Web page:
Elks weather the storm, finally taste victory against struggling Tiger-Cats

Elks weather the storm, finally taste victory against struggling Tiger-Cats

HAMILTON — All three fans still rocking their Shreveport Pirates T-shirts this summer can breathe a sigh of relief. Your team’s name is safe in the CFL record book.

After one of the more embarrassing weeks in the Edmonton Elks’ long and storied history, the team actually won a game — in fittingly bizarre fashion — on Thursday night.

The previously winless Elks (1-9) beat the Hamilton Tiger-Cats 24-10 in a game that was delayed by 90 minutes at halftime when a wicked storm passed through. The win snapped the Elks’ losing streak (dating back to last season) at 13 games — one shy of the Pirates’ franchise-opening 14-game dry spell in 1994 that marked the longest skid since the league became known as the CFL in 1958.

Yes, the once-proud Edmonton franchise came this close to matching a futility mark held by one of the league’s comically inept outfits during the short-lived, but necessary, American expansion period in the early 1990s.

On this night, though, the Elks were full marks for the victory — though no more than 2,000 hardy souls from the announced crowd of 20,912 can say they saw the streak-breaking win for the road team. After a week in which they blew a 22-0 lead in a loss to the Winnipeg Blue Bombers, extending their home losing streak to a North American pro sports record 22 games, and then parted ways with team president/CEO Victor Cui, the Elks stepped up and beat up another team facing plenty of local heat.

“It’s definitely a big one,” Elks quarterback Tre Ford said. “I think this is going to help us start to turn our season around and I think we can definitely build around this and continue to get wins.”

The Grey Cup-host Ticats (3-6), who parted ways with offensive co-ordinator Tommy Condell and replaced him with veteran CFL coach Scott Milanovich last week, never led. They are now on their third starting quarterback — Taylor Powell, who was sacked seven times by a hard-charging Elks defence — after injuries to marquee free-agent signing Bo Levi Mitchell and Matthew Shiltz.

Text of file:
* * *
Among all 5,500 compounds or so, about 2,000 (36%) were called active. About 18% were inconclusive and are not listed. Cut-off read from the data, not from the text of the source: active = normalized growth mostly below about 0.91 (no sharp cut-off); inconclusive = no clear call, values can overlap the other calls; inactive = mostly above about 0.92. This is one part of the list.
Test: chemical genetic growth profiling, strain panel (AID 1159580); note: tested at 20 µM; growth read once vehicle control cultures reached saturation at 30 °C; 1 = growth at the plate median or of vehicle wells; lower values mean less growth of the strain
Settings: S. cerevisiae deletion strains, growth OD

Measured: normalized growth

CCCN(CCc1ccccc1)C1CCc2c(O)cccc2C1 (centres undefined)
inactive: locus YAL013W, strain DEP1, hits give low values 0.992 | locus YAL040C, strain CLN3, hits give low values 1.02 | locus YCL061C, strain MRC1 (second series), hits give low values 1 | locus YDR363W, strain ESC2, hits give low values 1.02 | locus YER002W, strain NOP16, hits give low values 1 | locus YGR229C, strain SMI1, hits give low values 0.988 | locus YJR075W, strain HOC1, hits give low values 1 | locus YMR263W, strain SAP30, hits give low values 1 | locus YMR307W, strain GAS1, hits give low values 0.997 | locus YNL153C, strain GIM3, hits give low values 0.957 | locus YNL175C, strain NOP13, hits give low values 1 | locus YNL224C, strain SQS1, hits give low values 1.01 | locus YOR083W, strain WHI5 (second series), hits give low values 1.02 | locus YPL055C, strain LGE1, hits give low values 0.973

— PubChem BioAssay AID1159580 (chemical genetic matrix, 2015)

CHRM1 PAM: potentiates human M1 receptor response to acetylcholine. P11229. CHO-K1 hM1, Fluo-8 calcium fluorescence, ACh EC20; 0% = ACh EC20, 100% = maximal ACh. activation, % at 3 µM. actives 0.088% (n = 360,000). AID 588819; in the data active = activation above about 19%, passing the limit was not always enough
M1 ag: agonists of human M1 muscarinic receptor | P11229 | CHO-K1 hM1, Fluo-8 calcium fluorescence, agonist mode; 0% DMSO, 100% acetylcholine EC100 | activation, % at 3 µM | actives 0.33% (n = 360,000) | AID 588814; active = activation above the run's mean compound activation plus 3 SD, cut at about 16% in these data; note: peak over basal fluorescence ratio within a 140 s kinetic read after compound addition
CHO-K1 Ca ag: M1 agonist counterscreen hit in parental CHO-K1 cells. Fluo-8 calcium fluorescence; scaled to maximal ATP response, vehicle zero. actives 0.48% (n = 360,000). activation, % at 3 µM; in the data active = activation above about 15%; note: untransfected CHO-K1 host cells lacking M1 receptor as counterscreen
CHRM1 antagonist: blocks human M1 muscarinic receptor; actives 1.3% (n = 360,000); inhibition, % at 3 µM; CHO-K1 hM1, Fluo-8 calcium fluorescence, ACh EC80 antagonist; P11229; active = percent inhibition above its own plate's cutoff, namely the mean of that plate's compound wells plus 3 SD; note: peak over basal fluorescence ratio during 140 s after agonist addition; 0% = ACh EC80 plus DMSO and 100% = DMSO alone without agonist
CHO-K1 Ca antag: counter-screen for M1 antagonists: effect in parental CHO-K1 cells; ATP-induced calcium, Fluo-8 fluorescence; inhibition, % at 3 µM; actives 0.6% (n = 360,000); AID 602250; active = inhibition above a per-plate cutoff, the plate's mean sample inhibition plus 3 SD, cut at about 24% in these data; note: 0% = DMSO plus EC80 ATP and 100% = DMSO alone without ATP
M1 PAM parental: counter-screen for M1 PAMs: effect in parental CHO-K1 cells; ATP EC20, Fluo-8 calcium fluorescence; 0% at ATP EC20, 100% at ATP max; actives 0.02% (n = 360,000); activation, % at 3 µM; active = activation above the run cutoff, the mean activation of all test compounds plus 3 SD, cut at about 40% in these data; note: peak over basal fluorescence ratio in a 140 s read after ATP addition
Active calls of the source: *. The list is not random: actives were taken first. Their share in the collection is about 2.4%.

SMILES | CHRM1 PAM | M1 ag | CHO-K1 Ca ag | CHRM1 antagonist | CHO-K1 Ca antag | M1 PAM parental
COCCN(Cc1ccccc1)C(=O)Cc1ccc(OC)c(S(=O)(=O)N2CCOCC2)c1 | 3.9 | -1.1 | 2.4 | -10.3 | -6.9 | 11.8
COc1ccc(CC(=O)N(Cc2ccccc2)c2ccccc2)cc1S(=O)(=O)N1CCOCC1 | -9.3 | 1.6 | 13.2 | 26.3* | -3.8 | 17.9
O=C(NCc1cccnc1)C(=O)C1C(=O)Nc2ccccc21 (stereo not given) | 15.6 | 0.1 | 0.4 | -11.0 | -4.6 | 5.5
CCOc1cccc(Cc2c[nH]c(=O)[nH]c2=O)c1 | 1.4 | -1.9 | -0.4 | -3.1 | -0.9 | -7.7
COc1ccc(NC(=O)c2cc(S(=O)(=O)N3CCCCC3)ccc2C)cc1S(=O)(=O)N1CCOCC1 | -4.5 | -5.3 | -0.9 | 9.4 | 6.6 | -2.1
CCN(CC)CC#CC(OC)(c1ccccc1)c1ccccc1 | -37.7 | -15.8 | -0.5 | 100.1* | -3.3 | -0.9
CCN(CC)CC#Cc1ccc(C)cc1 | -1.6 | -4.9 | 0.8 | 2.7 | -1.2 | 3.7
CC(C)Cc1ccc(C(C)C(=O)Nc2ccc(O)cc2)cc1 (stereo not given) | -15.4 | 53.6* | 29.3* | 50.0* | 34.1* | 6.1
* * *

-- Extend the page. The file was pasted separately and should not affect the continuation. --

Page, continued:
The Ticats are owners of another bad streak — the league’s longest active Grey Cup drought, with their last win coming in 1999. Chances of the drought ending this year seem slim, albeit not impossible in a league where six of nine teams make the playoffs. Currently, Hamilton is tied for the final playoff spot with the Ottawa Redblacks.

Perhaps it shouldn’t have been a surprise that Edmonton’s elusive win came here. The worst team in CFL history, the 2003 Tiger-Cats, finished 1-17 and won their lone game at the old Ivor Wynne Stadium after 12 losses to open the season.

That win snapped a 13-game losing streak over two seasons, just like Edmonton’s 2022-23 run.

“At the end of the day, you’re playing for your livelihood,” said former Ticats defensive end Tim Cheatwood, the most outstanding player on that 2003 team and the CFL leader in sacks the following year with a Hamilton playoff team.

“At the end of the year, you ain’t got playoffs to play for. But you’re playing for your job so you’ve got to go out there and make some plays to help your team win.”

The Elks did just that on Thursday.

Former Ticats receiver Steven Dunbar Jr. was one of the Elks’ standouts, hauling in two touchdown passes from Ford in the first half as Edmonton jumped out to a 21-9 lead.

Ford, from 45 minutes down the road in Niagara Falls, Ont., was making his second start in a row and did good things with his arm and his legs.

Last year, the University of Waterloo product won his first career CFL start in this same stadium.

“I love coming back here and playing,” said Ford, named Canada’s top university athlete in 2021. “Family and friends all come out and support me. I didn’t really get to see them all after the game, which is kind of unfortunate. But maybe next year, come back and get another win, get another chance for some photos.”

Even Taylor Cornelius, demoted from starting QB to third-stringer and short-yardage guy this year, got into the act. On a clever second-and-one play, defensive lineman A.C. Leonard lined up as a receiver and caught a sweet lob from Cornelius for a 45-yard gain.

Cornelius later converted a third-and-one gamble to put the Elks up 14-6.

The Ticats, meanwhile, were booed off the field at the end of the first half after a strange call. With nine seconds left and the ball at the Edmonton 13-yard line, the Ticats opted not to call timeout and settled for a field goal to trim the deficit to 21-9.

It just got worse at halftime as the threat of severe weather caused officials to delay the game, asking fans to go into the concourse before sheets of rain, thunder and lightning took over the night sky. Most of the fans decided to call it a night during the break.

“I’ve never been part of a delay that long,” Ford said. “Definitely an adjustment for me trying to stay loose, stay in it mentally. Try to also keep team engaged. It was kind of oh it’s going to be 20 minutes, oh 40, an hour, hour and a half, it just kept building up.”

The few fans who stayed got the thrill of witnessing a scoreless third quarter.

Marc Liegghio gave Hamilton one point early in the fourth quarter when he missed a 33-yard field goal that went through the end zone. He missed three field goals and a convert on the night.

Dean Faithfull put Edmonton up 24-10 with an 18-yard field goal with 8:52 left in the fourth quarter.

The Elks now will try to erase another ugly streak, the home skid, next Sunday against the Redblacks.

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